Saturday, September 20, 2008

A Royal Visit

This morning when I awoke, I wished my wife a happy birthday, and before she could get out of bed I lavished lots of really nice presents on her. I don’t do this sort of thing every morning, only on those which happen to be her birthday, otherwise she’d get very confused – you understand.

After I had walked the dog and my wife had spring cleaned the whole house, practiced her Kung Fu and said goodbye to the milkman, we jumped into the car and set off to Sandringham House to see Liz and Phil. We arrived to find that Liz and Phil must have got wind of our surprise visit, and decided to surprise us themselves by not being there!

I have driven through, around and by Sandringham many times in the past, but never actually stopped to get out and see how the other side live. As my wife and I are manic photographers and we had both taken the day off work to have a birthday day out, Sandringham seemed an obvious choice, as well as a place where people of our refined breeding and high standing in society would feel naturally at home.

After parking the car – a Kia Carens – (I believe the Queen is thinking of getting one herself soon), the first port of call was the bog. My wife reported to the throne room, while I made my way to the House of Lords – where all the big knobs hang out. Feeling suitably relieved and flushed, we made a bee line to the hise ………….errrr………I mean the house. Before entering in, we amused ourselves frolicking in the gardens and wondering at the fat golden statue of the Buddha, and seeing how many ways we could photograph Old Father Time – his statue, that is.

The SS Guard at the entrance to the house ordered us to put our cameras away, or at least switch them off, as well as our mobile phones. He assured us that if we didn’t we would not be shot, but did not tell us what fate would really befall us if we disobeyed.

The house was full, as you would expect, of very old and highly ornate furniture. It was clear the Queen doesn’t go to Ikea. As well as all the other paraphernalia, there were lots of weapons – guns, swords, spears, knives etc. It was apparent that the house had a dark side apart from making money from the visiting peasants, and that was killing poor, unsuspecting animals. One of the attendants assured me that the Royals would be up before Christmas to bag a few more. Great fun for them, though their prey might see it differently.

I took a close look, donning my reading glasses, at a shell from the Boer War which had been adapted and transformed into a clock, which stood pointing proudly to the ceiling. The attendant leaned over to me and said that it was actually an unexploded shell, and implied it could still explode. I suggested it was just biding its time, awaiting the right moment…………

Being a bit of a bookworm, I paid particular interest to the very sumptuous ancient books adorning the shelves of the glass fronted book cabinets. There were amongst others, history books, political books, and books of speeches by people now made obscure by the mists of antiquity.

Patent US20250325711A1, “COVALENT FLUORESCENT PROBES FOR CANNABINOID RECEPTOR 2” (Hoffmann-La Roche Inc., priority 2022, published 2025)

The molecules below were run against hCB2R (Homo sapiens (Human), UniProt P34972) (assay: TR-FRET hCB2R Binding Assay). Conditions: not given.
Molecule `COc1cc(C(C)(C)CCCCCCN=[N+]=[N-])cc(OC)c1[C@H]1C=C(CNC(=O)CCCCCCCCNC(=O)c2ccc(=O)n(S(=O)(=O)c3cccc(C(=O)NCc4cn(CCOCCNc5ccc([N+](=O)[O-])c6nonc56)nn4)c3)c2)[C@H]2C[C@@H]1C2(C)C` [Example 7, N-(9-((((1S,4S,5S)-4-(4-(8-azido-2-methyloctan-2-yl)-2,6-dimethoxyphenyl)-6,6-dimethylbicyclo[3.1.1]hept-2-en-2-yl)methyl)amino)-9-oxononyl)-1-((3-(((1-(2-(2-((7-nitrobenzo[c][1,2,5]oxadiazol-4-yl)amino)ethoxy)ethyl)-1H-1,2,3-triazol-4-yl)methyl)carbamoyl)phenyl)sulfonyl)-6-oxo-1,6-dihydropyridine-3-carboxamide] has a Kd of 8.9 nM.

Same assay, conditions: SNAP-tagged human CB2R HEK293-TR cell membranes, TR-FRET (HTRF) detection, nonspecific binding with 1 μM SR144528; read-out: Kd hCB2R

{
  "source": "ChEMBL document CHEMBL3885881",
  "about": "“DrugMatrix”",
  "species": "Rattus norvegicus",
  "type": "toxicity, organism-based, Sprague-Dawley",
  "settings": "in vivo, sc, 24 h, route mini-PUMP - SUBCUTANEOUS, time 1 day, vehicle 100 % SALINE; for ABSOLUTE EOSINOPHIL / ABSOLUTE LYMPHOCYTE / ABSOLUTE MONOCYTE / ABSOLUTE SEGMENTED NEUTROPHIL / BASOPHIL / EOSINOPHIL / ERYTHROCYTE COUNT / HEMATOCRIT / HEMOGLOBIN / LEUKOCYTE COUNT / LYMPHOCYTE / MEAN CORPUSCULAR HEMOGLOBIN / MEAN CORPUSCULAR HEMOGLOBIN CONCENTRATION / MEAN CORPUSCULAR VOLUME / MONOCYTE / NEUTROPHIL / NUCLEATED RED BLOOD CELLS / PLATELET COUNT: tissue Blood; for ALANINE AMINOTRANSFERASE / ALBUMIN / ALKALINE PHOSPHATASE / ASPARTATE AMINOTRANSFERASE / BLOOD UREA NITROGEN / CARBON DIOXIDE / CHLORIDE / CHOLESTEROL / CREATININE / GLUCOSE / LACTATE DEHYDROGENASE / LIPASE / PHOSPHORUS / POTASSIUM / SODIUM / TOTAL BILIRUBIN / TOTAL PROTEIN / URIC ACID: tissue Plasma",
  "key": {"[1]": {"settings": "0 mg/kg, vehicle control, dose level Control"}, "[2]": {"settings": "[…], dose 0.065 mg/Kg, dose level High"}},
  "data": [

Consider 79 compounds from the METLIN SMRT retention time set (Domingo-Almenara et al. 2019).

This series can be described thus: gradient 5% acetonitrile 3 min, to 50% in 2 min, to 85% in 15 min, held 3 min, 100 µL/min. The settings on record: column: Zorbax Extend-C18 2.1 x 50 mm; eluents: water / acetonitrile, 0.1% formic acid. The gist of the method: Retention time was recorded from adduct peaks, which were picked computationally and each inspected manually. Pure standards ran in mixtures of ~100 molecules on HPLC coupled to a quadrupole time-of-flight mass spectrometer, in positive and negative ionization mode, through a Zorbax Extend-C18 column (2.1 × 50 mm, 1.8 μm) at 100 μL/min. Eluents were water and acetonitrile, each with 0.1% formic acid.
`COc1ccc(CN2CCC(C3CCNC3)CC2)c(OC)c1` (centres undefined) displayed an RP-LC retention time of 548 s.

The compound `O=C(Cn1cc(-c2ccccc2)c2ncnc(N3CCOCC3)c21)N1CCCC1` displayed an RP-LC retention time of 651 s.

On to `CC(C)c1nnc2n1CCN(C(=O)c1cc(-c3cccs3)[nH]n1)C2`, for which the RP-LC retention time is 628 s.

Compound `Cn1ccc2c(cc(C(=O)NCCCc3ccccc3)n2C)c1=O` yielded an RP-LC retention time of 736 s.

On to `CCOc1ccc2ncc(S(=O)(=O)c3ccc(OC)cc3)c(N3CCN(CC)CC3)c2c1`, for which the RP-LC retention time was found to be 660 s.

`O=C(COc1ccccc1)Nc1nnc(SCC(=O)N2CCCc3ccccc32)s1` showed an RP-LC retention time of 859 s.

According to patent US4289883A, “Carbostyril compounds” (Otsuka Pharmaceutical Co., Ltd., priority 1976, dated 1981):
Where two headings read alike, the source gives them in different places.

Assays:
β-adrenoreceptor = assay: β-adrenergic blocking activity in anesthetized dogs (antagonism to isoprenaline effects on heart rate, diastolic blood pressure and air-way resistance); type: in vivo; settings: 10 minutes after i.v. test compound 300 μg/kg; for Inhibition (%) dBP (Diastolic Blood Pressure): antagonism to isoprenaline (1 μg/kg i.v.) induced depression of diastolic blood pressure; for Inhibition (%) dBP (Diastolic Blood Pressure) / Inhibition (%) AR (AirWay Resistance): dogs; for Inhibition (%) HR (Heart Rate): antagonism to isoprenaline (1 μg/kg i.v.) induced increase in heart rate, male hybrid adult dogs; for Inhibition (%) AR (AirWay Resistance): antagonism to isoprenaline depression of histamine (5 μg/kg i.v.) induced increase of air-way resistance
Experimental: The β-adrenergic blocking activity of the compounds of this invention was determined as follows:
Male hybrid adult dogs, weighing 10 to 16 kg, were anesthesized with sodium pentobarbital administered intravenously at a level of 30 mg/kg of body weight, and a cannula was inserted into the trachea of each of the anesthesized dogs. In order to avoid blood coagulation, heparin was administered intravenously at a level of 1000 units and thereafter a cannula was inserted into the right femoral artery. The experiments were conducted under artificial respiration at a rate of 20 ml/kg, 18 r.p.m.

“I wonder if they ever open any of the books and actually read them”, an old man asked rhetorically. I commented to my wife that maybe the Queen was a member of the “Folio Society” – but maybe not.

Leaving the house behind, we continued our wonderings around the grounds, taking in the museum while we were at it.

I have got to say that the gardens are absolutely beautiful, amongst the most lovely gardens I have ever visited anywhere in the world. It was a real pleasure walking by the lake and smelling the aromas from all the flowers which were everywhere.

We did laugh at one point – oh how we laughed – when we came across an old dear having a conversation on her mobile phone. She was speaking very loudly, so we couldn’t miss her. What made us titter was just how sickeningly posh she was verbeaging across the network. “Yes” was replaced by “yaah” – she wasn’t German. Maybe she was affected by where she was. Maybe that once she got outside of the wire, she would revert to a more “Gore blimey guvner” sort of way……or maybe not.

We concluded our exploration of the estate in visiting the Church – you know, the one the Royals are always seen on the telly walking into on Christmas Day. It’s called the Church of St Mary Magdalene. To look at from the outside it looks like a perfectly ordinary Parish Church. However, once you step inside you are confronted by one of the most beautiful and ornate alters I have seen in such a church. Clearly, the Royal connection has benefitted it well.

It cost us £9 each to visit the Royal Estate, and in my opinion it was worth every penny.
We polished off what had been a perfect day with a large soft ice cream cornet each, and a plate of fish and chips at a restaurant in Hunstanton. The sun shone all day, and set - surrounded by a pink horizon.

1 comment:

Ian said...

Hi there,

Sorry to be a bit off topic here, but I am the author of a book called 'A Place in My Country: In Search of a Rural Dream.'

A blogger (Katyboo1’s Weblog) recently posted a review of my book on and on her own blog.

I hope you don't mind but I thought it might therefore appeal to you too, as she has you on her blogroll.

Here's the Amazon reference but it is published by Phoenix in paperback and was published by Weidenfeld & Nicholson last year.

Anyway, there it is. Again, hope you don't object to this shameless self-promotion.

Kind regards,
P.S If you like photography check out I got a camera, my very first, for Christmas, a little Sony thing, and I've gone mad with it.